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Genus Tubastraea - Amazing Dendrophyllids
Hardy and Beautiful if You Follow the Cardinal Rules

The Family Dendrophylliidae is made up of corals which mostly lack zooxanthellae, the symbiotic algae that lives in mutualistic symbiosis with many corals. What does this mean for the marine aquarist? Well it means that these animals do not have the same lighting needs as most corals with which the reef aquarist is accustomed. Good news? Maybe. But just because these corals don’t require the power of reef-ready lighting that many so-called SPS corals require, doesn’t mean that they are easier to keep. Here’s what you need to know if you want to keep them.

Many species of coral that don’t require light in order to support photosynthetic, symbiotic algae (zooxanthellae) within their tissue come from deep water where light does not penetrate. While providing reef-ready lighting is therefore not necessary, the challenge of successfully keeping these animals is far from over. Keep in mind that the deeper one goes in the ocean, the more stable the water parameters become. As such, Dendrophyllids, while not requiring intense, reef-ready lighting, do, more often than not, require absolute stability in all parameters—something that, as yet, has eluded many reef aquarists. This is rule number one: absolute stability in the aquarium’s water parameters.

Not all Dendrophyllids hail exclusively from the deep, but even those aposymbiotic genera commonly found in shallower water still have very specific husbandry needs. Take the genus Tubastraea for example. These corals, commonly called cup corals or sun corals, are beautiful animals that do not host zooxanthellae but which are frequently found at depths of less than five meters. Remarkably, these corals are relatively hardy animals if the aquarist understands their husbandry needs.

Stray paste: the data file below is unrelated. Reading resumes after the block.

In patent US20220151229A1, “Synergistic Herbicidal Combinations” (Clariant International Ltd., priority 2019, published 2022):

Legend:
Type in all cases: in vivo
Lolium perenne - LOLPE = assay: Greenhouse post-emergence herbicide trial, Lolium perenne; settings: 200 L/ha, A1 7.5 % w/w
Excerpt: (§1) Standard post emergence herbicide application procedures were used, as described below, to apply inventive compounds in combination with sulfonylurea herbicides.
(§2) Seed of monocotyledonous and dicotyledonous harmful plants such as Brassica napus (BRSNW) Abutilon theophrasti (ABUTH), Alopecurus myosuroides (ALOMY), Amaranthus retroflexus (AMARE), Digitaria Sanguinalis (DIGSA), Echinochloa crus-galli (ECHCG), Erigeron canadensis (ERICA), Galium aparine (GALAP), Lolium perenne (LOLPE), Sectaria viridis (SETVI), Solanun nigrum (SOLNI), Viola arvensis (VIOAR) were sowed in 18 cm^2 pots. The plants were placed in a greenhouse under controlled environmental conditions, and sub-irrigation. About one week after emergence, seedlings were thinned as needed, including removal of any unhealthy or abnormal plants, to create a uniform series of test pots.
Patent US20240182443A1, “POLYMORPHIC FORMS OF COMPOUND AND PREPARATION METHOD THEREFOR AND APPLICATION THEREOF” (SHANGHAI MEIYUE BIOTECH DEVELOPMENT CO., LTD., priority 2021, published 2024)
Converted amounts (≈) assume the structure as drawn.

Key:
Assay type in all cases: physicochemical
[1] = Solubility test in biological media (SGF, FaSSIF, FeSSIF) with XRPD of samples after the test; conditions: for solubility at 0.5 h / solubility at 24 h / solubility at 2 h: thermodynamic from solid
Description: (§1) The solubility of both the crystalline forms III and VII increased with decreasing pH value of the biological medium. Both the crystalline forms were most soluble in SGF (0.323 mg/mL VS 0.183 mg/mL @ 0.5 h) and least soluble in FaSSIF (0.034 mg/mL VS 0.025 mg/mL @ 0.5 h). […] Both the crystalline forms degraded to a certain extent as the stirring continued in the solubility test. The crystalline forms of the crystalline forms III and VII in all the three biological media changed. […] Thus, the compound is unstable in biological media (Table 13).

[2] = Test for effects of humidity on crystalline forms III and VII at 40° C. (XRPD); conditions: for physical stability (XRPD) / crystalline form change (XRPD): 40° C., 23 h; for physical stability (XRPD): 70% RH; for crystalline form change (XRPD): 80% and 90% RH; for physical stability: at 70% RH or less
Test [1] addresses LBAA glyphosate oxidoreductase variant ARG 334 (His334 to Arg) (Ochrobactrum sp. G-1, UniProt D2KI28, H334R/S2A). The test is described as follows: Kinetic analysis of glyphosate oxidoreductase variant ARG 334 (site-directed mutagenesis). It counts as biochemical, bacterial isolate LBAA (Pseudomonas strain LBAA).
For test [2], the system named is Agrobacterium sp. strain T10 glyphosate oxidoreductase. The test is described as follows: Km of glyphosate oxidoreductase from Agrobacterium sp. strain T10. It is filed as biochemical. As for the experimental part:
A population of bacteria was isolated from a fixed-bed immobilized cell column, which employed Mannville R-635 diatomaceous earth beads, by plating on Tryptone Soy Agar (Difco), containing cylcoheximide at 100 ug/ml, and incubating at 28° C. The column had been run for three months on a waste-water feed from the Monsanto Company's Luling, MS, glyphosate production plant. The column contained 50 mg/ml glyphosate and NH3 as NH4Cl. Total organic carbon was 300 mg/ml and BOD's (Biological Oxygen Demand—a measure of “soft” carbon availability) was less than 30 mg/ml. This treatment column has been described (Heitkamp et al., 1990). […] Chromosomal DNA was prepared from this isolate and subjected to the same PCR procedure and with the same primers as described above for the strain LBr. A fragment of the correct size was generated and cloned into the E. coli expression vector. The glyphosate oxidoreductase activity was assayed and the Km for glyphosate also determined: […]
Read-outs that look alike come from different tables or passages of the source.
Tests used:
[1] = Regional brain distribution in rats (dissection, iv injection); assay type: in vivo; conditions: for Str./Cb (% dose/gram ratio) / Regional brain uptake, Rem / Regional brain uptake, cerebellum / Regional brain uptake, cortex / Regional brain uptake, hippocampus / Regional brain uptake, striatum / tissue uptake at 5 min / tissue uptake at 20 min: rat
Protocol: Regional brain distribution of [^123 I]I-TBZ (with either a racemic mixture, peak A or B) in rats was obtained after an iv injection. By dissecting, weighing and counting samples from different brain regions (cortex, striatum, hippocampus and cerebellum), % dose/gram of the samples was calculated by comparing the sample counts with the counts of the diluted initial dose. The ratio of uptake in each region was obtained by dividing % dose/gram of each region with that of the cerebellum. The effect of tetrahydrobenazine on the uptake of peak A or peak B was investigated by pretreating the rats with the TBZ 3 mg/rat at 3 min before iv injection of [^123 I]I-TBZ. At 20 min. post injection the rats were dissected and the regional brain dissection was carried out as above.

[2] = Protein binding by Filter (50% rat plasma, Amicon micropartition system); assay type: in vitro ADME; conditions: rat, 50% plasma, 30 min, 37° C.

Species from the genus Tubastraea do not host symbiotic zooxanthellae, and so they must feed on what they can capture in the water column.  The animal feeds by way of colorful polyps that emerge from tubular corallites. As such, the reef aquarist that target feeds his or her Tubastraea species will be rewarded with a hardy coral that spreads to adjacent substrate and throughout the aquarium. Rule number two: target feed these Dendrophyllids.

So, as long as you feed them, keeping cup corals or sun corals is easy, right? Not so fast. While target feeding this animal will yield positive results, one must keep in mind the downside to these frequent target feedings of large meaty morsels such as brine shrimp and mysid shrimp: excessive nutrients. It’s not a coincidence that these corals are found in high nutrient locations in the wild, but high nutrients in a closed system, like an aquarium, can spell trouble. This brings us to rule number three: when it comes to successfully keeping these corals, beefy filtration and frequent water changes are a must.

The fourth cardinal rule for successfully keeping most Tubastraea species is flow. At Blue Zoo, we often harp on the fact that, all things being equal, flow is more important than light when it comes to reefkeeping. This is especially true with these corals. Too many aquarists assume that, as a coral without symbiotic zooxanthellae, cup corals and sun corals need to be shaded from light. Placing one of these corals in a shaded spot, however, also often means placing it in a lower flow area of the aquarium, and this can lead to the animal’s demise. Rule number four: place them in high flow areas of the aquarium, even if this means exposure to bright light (but be sure to light acclimate them).

In short, Dendrophyllids from the genus Tubastraea can make excellent aquarium animals if the aquarist understands the cardinal rules to successfully keeping these animals. While not “starter” corals, the more experienced aquarist will find many of these corals both beautiful and hardy if he or she consistently meets their needs.  


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